Tag Archives: Storage

Assess USB Performance While Exploring Storage Caching | Linux.com


The team here at the Dragon Propulsion Laboratory has kept busy building multiple Linux clusters as of late [1]. Some of the designs rely on spinning disks or SSD drives, whereas others use low-cost USB storage or even SD cards as boot media. In the process, I was hastily reminded of the limits of external storage media: not all flash is created equal, and in some crucial ways external drives, SD cards, and USB keys can be fundamentally different.

Turtles All the Way Down

Mass storage performance lags that of working memory in the Von Neumann architecture [2], with the need to persist data leading to the rise of caches at multiple levels in the memory hierarchy. An access speed gap three orders of magnitude between levels makes this design decision essentially inevitable where performance is at all a concern. (See Brendan Gregg’s table of computer speed in human time [3].) The operating system itself provides the most visible manifestation of this design in Linux: Any RAM not allocated to a running program is used by the kernel to cache the reads from and buffer the writes to the storage subsystem [4], leading to the often repeated quip that there is really no such thing as “free memory” in a Linux system.

An easy way to observe the operating system (OS) buffering a write operation is to write the right amount of data to a disk in a system with lots of RAM, as shown in Figure 1, in which a rather improbable half a gigabyte worth of zeros is being written to a generic, low-cost USB key in half a second, but then experiences a 30-second delay when forcing the system to sync [5] to disk. 

Read more at ADMIN magazine

Working with the Container Storage Library and Tools in Red Hat Enterprise Linux | Linux.com


How containers are stored on disk is often a mystery to users working with the containers. In this post, we’re going to look at how containers images are stored and some of the tools that you can use to work with those images directly –PodmanSkopeo, and Buildah.

Evolution of Container Image Storage

When I first started working with containers, one of the things I did not like about Docker’s architecture was that the daemon hid the information about the image store within itself. The only realistic way someone could use the images was through the daemon. We were working on theatomic tool and wanted a way to mount the container images so that we could scan them. After all a container image was just a mount point under devicemapper or overlay.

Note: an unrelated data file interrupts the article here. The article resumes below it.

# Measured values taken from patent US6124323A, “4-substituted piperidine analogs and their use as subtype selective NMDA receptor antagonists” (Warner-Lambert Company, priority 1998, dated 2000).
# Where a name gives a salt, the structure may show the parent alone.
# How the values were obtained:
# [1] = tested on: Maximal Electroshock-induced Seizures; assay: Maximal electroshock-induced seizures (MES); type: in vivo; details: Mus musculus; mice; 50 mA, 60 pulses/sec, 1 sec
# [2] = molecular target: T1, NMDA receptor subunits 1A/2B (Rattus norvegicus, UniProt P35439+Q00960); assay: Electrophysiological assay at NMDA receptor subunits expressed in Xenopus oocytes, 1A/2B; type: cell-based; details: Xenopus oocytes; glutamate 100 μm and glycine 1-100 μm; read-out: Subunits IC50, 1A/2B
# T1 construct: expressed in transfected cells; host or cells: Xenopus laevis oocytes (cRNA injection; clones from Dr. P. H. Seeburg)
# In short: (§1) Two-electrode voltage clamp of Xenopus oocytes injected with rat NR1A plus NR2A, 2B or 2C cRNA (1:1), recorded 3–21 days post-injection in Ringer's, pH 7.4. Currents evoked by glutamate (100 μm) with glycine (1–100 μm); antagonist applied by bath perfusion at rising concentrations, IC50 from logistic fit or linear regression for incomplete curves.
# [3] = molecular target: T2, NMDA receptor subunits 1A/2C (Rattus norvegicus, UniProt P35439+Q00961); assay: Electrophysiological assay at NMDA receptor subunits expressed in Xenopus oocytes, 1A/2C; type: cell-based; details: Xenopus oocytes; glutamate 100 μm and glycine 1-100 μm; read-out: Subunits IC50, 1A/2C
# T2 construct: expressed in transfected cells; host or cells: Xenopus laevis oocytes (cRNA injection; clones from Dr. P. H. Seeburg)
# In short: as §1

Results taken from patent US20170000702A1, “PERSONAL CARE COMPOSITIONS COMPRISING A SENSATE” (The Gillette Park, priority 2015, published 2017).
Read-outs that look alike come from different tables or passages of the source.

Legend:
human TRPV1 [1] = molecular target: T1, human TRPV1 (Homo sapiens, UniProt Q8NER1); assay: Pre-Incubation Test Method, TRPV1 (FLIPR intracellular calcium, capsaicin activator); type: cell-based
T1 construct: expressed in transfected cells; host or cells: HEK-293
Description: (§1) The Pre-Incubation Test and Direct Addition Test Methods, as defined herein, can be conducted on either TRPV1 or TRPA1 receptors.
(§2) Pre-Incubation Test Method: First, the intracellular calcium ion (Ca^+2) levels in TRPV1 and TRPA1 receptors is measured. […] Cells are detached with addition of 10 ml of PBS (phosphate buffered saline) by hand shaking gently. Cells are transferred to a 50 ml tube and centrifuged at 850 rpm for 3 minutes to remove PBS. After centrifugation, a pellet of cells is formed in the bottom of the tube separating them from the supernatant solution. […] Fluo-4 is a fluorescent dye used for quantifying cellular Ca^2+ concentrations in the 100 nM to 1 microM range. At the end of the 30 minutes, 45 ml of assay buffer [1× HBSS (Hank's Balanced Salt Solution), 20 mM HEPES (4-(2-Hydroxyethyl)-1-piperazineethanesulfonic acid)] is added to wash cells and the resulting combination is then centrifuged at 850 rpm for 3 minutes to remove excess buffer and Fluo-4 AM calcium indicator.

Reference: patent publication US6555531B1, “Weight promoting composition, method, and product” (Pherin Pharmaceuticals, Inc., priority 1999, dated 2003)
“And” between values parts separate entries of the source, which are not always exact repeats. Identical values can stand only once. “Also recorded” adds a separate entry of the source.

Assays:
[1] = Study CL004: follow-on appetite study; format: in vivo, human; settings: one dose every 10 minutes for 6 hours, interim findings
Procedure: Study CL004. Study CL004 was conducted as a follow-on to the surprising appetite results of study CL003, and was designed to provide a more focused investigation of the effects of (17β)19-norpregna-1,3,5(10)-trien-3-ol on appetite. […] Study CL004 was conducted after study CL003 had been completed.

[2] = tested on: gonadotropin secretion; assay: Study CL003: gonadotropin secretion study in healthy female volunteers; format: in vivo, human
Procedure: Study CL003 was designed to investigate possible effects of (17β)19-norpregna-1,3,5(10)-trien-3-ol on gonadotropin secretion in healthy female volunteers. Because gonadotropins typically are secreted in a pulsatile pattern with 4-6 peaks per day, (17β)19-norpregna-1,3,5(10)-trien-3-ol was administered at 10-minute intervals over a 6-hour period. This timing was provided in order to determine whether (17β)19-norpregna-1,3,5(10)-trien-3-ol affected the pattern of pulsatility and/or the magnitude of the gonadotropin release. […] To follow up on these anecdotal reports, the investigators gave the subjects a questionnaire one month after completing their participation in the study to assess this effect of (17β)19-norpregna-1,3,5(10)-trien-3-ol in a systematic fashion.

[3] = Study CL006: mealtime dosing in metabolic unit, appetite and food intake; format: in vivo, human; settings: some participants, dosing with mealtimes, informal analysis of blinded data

The container runtime team at Red Hat created the atomic mountcommand to mount images under Docker and this was used within atomic scan. The issue here was that the daemon did not know about this so if someone attempted to remove the image while we mounted it, the daemon would get confused. The locking and manipulation had to be done within the daemon. …

Container storage configuration is defined in the storage.conf file. For containers engines that run as root, the storage.conf file is stored in /etc/containers/storage.conf. If you are running rootless with a tool like Podman, then the storage.conf file is stored in $HOME/.config/containers/storage.conf.

Read more at Red Hat blog

VMware vSphere Storage Types


VMware vSphere supports different types of storage architectures, both internally (in this case the controller is crucial, that must be in the HCL) or externally with shared SAS DAS, SAN FC, SAN iSCSI, SAN FCoE, or NFS NAS (in those case the HCL is fundamental for the external storage, the fabric elements, and the host adapters).

For local storage, with vSphere 6.x it’s possible to use USB disks, not only as boot disks, but also to run VMs. But note that USB datastores are just unsupported by VMware.

Storage types at the VM logical level

There are different types of virtual disks depending on the provisioning method, pre- allocated or dynamic. The type of virtual disks are mainly the same since vSphere 4.0:

  • An eager zeroed thick disk has all space allocated and wiped clean of any previous content on the physical media at creation time. Such disks may take a long time during creation compared to other disk formats. The entire disk space is reserved and unavailable for use by other VMs.